Jacobson: The electoral origins of divided government
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Jacobson. 1990. The electoral origins of divided government.
It is an argument against the notion, popular with Republicans, that the persistence of the divided government, with the Dems in Congress and Reps in the White House, is the result of a persistent incumbency advantage (in House elections) preventing an increasingly conservative electorate from being represented. It argues that the divided government is in fact, political. Republicans as a party are more suited for the Presidency and the Democrats are more suited for Congress.
Divided Government: A Common Event Nationwide
- Partisan voters have become increasingly rare and ticket splitting more common.
- Divided government has become a relatively common phenomenon in statewide offices as well--divided state governments have increased from 11 in 1946 to 32 in 1988.
- House elections themselves have become exceedingly heterogeneous across districts--the standard error of regression has more or less steadily risen throughout the period studied. Each election bears less and less resemblance to other districts' elections. (The trend is seen reversing itself in '80's, though)
- Why disaggregation?
- Party incoherence and inadequacy of information cue--they all look the same to me!
- Technology--more attention to the individuals.
Should we Blame Incumbency for Divided Government?
Evidence that we Should
- The disappearing marginals
- Increasing electoral value of incumbency between 1964 and 1966 elections, even though 1966 was BAD for Dems. (Gelman and King, 1989)
Evidence that we Should Not
- Not 'that' many old fogies in Congress--only 26 Dems in 1990 were elected before 1968.
- Republicans simply do poorly holding their open seats.
- Big vote swings--Incumbents with big margins aren't necessarily safe.
Who Runs for Congress?
In Congressional elections, Republican challengers are generally of a lower quality (i.e. less politically experienced) than Democratic challengers. Three points:
- Uncontested elections are becoming rarer, but challengers still do poorly.
- Republican challengers (relatively speaking) to Democrats much weaker than Dems challenging GOPers--16.5 per cent of Dem incumbents face "quality" (i.e. experienced) GOP challengers, while 27 per cent of GOP challengers face quality Dem challengers for 1946-1988 period. Outside the South, the proportion of quality GOP challengers has grown increasingly smaller this period.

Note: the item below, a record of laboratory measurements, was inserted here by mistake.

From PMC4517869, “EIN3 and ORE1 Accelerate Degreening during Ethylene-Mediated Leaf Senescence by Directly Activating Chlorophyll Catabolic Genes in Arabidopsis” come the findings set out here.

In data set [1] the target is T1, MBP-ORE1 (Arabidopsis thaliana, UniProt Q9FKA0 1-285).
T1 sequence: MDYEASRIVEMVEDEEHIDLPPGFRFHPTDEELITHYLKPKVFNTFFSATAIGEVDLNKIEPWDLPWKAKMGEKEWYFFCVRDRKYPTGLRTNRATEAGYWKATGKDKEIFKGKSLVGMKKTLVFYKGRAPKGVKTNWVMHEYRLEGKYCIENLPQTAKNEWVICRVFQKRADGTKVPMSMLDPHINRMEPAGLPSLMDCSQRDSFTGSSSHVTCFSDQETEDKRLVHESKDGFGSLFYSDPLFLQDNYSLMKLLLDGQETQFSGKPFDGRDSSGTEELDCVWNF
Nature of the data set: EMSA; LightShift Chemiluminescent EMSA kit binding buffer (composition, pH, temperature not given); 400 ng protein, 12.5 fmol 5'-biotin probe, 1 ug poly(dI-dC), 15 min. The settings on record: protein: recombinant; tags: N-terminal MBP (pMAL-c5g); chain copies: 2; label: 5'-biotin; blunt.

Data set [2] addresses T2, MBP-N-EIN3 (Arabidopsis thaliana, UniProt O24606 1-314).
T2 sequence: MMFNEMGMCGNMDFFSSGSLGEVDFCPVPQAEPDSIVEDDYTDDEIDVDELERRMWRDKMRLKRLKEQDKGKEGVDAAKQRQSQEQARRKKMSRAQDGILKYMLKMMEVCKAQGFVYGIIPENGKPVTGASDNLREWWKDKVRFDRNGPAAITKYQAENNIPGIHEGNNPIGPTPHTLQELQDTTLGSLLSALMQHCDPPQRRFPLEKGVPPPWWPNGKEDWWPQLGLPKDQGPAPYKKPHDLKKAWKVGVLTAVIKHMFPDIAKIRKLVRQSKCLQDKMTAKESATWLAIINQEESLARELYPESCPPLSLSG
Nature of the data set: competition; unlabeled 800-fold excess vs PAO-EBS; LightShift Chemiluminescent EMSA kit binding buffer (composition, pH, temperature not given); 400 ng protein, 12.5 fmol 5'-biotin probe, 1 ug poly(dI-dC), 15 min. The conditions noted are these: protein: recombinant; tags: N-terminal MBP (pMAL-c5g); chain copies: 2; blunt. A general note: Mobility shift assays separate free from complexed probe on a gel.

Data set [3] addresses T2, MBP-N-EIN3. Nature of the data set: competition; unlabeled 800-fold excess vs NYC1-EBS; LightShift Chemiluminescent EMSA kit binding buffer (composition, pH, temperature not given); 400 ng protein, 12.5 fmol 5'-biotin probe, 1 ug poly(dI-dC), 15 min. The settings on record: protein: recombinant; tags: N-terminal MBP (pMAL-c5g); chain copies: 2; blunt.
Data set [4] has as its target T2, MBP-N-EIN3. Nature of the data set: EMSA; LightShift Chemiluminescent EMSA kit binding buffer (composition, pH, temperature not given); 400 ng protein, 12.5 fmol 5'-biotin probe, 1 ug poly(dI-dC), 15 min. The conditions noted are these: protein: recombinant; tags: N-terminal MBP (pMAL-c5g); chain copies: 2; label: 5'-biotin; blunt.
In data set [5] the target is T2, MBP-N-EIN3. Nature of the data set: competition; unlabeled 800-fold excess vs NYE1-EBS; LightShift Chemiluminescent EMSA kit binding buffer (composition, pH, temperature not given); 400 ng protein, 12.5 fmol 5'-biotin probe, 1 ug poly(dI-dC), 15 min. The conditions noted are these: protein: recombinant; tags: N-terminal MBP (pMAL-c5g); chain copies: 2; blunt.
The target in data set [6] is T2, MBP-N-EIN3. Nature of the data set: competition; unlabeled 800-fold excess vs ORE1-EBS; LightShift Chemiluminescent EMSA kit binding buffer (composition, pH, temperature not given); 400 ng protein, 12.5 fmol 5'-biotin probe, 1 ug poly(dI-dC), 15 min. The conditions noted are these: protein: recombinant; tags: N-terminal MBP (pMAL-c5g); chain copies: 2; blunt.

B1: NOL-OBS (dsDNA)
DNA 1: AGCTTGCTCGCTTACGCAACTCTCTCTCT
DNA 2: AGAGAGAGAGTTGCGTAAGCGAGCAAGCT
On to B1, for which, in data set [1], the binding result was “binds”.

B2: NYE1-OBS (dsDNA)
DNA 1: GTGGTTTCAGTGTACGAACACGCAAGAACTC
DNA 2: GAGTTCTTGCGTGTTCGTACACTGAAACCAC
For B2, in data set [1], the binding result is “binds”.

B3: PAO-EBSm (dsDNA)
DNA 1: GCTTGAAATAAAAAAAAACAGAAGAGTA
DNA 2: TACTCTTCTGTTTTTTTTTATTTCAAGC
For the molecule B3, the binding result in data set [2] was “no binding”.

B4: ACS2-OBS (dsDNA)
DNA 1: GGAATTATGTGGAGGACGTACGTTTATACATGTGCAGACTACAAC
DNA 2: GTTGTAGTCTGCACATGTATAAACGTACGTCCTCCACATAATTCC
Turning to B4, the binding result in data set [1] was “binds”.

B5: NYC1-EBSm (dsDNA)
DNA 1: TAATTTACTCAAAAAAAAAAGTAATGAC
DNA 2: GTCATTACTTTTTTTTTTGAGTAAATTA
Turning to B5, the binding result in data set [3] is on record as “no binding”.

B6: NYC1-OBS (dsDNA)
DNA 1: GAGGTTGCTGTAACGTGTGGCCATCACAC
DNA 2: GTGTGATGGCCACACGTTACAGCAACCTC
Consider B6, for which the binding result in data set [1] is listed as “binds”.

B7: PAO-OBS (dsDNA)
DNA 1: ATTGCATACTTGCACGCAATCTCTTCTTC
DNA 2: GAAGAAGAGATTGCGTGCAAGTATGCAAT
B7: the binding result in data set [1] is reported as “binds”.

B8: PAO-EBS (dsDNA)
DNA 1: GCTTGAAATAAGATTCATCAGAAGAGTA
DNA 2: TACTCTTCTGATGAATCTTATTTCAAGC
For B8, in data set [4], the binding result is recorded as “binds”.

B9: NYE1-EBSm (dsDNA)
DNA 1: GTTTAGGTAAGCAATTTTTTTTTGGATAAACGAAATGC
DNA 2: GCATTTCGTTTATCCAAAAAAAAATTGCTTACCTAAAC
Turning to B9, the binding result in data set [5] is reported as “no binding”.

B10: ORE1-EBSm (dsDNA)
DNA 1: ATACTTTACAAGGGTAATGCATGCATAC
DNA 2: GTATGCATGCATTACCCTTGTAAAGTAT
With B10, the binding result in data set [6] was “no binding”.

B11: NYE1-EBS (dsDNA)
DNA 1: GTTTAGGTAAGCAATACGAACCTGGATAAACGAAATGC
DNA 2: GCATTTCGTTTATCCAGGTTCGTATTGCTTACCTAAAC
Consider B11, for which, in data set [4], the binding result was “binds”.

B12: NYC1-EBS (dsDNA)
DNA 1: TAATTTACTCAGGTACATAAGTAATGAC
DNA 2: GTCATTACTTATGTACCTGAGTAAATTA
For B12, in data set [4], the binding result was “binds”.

- The candidate quality in open seats has varied according to the party as well. Republicans generally field weaker candidates. They are stronger when they defend their seat, but Dems field stronger candidates when they challenge GOP seats--low likelihood of GOPers taking open seats away from Dems.
Why do Democrats Fare Better than Republicans?
Democrats win more Congressional races than Republicans do. As the previous section shows, this is partly because Democrats field better candidates than Republicans do. But Jacobson also takes time to dismiss other arguments about why Democrats might fare better than Republicans:
- Not incumbency advantage
- Not biased electoral system--GOP in fact got bonus seats until mid 1960's. (King and Gelman, 1989)
- Not gerrymandering--not that many seats could be deprived from GOP. (Abramowitz, 1983; Cain and Campagna, 1987)
- Not campaign finance
- Fact: Dem incumbents do get an advantage.
- But Dem incumbents get money precisely b/c they are better investments (i.e. better candidates) than GOP challengers.
So Why do we Get Divided Government?
Divided government occurs because voters have conflicting ideas about the two parties. These conflicting ideas lead them to prefer having Democrats in Congress but Republicans in the White House.
The logic is straightforward. Voters want budget cuts, but they don't want the cuts to affect their favorite government programs. Thus, they elect Republicans to the White House; the Republican reputation for fiscal conservatism means that GOP presidents can push national policy toward austerity. But voters simultaneously elect Democrats to the Congress; since Congress is in charge of the district's narrow interests, this helps ensure that the district's favorite programs won't be hurt by budget cuts.
Thus, voters want divided government, as it suits their actual policy preferences.
"A Democratic Presidency is also the only scenario offering Republicans much hope of making substantial gains, let alone winning majorities, in Congress during the remainder of the century."
But does this prediction entail the possibility of divided government between a Democratic President and a Republican Congress, as happened in 1994
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